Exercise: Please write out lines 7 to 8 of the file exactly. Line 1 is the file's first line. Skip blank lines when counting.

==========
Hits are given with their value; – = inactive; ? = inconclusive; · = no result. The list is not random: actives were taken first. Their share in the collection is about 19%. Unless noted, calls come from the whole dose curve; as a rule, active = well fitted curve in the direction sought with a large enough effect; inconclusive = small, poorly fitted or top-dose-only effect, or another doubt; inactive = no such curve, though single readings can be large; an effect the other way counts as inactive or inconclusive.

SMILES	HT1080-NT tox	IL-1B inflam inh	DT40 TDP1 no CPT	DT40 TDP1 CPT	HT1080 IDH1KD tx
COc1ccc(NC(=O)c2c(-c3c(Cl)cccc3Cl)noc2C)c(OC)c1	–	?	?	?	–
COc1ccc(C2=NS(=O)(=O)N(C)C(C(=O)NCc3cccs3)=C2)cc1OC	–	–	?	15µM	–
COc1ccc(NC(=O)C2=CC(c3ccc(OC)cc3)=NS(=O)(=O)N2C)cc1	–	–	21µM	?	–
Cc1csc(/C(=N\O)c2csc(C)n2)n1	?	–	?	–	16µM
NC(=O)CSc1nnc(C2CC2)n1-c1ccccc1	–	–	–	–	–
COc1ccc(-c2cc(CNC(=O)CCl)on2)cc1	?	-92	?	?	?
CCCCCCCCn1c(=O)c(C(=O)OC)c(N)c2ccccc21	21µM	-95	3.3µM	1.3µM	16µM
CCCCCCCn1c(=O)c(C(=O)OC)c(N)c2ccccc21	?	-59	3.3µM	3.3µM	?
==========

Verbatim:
NC(=O)CSc1nnc(C2CC2)n1-c1ccccc1	–	–	–	–	–
COc1ccc(-c2cc(CNC(=O)CCl)on2)cc1	?	-92	?	?	?